blind

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blind

1. done without being able to see, relying on instruments for information
2. (of cultivated plants) having failed to produce flowers or fruits
3. Poker a stake put up by a player before he examines his cards
4. Hunting chiefly US and Canadian a screen of brush or undergrowth, in which hunters hide to shoot their quarry
www.eyecarefoundation.org

Blind

A device to obstruct vision or keep out light, consisting of a shade, screen, or an assemblage of panels or slats.

blind

[blīnd]
(engineering)
A solid disk inserted at a pipe joint or union to prevent the flow of fluids through the pipe; used during maintenance and repair work as a safety precaution. Also known as blank.
(geology)
Referring to a mineral deposit with no surface outcrop.

blind

1. A device to obstruct vision or keep out light; usually a shade, a screen, or an assemblage of light panels or slats.
2. A solid disk inserted in a pipe joint or union to prevent the flow of water during the repair of a water distribution system.
References in periodicals archive ?
Sadler's Ales, of Stourbridge, owns two pubs in the town where historians suspect an early Peaky Blinders gang used to meet in Victorian times.
Additionally, it's unclear how Blinder comes up with the calculation that household debt reached 140 percent of gross domestic product-he cites not one source for that number, which makes it difficult to agree with his conclusions.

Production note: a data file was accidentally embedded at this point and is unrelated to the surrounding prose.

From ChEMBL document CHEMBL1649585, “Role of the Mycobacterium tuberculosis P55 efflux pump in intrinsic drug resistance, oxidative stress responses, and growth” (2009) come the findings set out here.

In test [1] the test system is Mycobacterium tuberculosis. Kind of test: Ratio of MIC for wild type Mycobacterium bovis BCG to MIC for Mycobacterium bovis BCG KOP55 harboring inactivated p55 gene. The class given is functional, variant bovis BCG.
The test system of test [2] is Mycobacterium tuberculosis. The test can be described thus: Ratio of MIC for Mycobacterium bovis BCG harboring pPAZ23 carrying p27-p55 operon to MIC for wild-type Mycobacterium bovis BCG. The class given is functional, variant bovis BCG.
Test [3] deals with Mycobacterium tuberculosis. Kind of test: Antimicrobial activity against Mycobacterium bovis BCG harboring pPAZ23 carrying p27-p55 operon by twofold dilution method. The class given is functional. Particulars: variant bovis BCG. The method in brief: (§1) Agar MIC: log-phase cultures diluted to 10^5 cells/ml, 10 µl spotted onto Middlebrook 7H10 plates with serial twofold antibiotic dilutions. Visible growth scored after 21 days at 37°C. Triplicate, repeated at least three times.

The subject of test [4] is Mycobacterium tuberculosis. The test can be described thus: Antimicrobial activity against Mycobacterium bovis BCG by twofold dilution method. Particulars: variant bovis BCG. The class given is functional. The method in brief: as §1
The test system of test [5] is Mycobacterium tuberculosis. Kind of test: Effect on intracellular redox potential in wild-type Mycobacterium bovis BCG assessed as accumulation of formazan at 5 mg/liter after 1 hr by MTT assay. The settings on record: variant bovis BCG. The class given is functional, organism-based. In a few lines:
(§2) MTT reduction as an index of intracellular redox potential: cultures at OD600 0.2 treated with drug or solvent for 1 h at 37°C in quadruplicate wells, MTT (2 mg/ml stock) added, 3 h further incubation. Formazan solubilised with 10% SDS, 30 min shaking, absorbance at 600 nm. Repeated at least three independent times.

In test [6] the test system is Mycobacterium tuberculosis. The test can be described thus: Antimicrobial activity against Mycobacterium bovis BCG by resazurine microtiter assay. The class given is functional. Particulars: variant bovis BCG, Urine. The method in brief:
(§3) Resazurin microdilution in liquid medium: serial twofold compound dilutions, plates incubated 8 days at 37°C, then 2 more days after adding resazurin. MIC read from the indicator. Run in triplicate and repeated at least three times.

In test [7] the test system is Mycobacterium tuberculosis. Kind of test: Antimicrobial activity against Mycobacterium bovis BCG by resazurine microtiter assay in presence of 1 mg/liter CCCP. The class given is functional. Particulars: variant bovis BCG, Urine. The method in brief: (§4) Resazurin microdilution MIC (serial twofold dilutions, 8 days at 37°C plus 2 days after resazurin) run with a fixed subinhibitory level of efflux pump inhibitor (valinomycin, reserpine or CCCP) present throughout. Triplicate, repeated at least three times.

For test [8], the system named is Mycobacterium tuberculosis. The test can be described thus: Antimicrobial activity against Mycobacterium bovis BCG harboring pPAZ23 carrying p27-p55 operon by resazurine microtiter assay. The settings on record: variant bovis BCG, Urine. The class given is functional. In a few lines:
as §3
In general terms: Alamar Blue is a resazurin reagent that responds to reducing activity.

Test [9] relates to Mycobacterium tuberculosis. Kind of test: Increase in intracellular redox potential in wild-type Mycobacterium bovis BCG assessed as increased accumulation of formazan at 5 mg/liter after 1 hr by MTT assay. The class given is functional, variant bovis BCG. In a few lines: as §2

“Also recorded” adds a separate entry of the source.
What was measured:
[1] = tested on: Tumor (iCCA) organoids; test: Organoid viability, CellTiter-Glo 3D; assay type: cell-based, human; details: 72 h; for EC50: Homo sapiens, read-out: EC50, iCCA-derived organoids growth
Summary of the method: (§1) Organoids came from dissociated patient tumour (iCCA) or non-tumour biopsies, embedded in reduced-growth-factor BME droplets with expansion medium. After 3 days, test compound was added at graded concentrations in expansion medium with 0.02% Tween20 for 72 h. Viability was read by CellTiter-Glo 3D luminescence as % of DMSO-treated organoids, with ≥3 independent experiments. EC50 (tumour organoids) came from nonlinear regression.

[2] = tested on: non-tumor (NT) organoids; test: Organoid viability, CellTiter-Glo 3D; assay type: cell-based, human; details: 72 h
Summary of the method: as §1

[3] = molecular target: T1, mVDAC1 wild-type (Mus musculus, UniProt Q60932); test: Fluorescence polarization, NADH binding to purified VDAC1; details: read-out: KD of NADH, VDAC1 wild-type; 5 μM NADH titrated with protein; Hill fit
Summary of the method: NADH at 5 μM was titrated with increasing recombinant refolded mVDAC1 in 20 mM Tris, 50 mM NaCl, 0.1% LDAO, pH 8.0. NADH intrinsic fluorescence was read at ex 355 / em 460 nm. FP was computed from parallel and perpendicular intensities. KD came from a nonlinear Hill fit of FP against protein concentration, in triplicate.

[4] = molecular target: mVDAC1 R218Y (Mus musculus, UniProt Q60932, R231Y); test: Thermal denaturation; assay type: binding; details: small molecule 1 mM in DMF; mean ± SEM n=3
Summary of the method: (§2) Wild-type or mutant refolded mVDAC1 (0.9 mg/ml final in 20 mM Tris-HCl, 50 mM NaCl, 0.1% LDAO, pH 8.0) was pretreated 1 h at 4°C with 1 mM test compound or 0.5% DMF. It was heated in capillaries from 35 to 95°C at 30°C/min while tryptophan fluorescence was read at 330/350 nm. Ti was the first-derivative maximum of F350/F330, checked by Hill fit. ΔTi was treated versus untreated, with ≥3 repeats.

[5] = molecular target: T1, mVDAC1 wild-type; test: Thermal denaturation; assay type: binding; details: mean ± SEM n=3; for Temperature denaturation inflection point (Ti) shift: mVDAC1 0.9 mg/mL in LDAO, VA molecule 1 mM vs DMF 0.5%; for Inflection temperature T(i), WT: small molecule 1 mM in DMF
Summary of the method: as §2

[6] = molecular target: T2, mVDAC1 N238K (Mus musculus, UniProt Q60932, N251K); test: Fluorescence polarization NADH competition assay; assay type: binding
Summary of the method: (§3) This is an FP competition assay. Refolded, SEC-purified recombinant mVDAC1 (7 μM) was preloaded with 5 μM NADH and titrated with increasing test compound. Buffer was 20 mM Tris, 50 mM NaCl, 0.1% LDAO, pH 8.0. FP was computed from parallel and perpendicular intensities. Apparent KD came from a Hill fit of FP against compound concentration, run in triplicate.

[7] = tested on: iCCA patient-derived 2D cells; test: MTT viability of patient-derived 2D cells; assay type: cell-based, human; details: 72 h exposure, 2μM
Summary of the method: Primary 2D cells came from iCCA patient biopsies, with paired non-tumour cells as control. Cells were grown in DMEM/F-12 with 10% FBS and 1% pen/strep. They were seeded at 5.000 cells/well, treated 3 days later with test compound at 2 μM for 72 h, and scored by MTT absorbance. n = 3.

Blinder goes on to give similar information about the Federal Reserve and Treasury Department's responses.
My biggest complaint, however, is that Blinder fails to place the credit bubble in the context of the massive global-trade imbalances of the past two decades.
Nothing calamitous has happened," Blinder concedes, reviewing the numbers.
Asked to comment on the view that Fed Chairman Ben Bernanke is less bold than his predecessor Alan Greenspan in terms of monetary policy, Blinder said what action the Fed takes on Tuesday will help determine Bernanke's reputation.
On the subject of decisions by committees, Blinder believes that committee decisions move central banks from doing the bidding of the prevailing government to acting independently.
His likely successor is Alan Blinder, whom Clinton recently appointed vice chairman of the Fed.
WESTBORO -- The Congregational Church of Westborough will host Russian pianists Ellina Blinder and Janara Khassenova for "The Nutcracker Suite'' at 3 p.
In 2006, Princeton University economist and former Federal Reserve vice chairman Alan Blinder made a splash with his claim that 30 to 40 million American jobs could become vulnerable to offshore competition over the next two decades.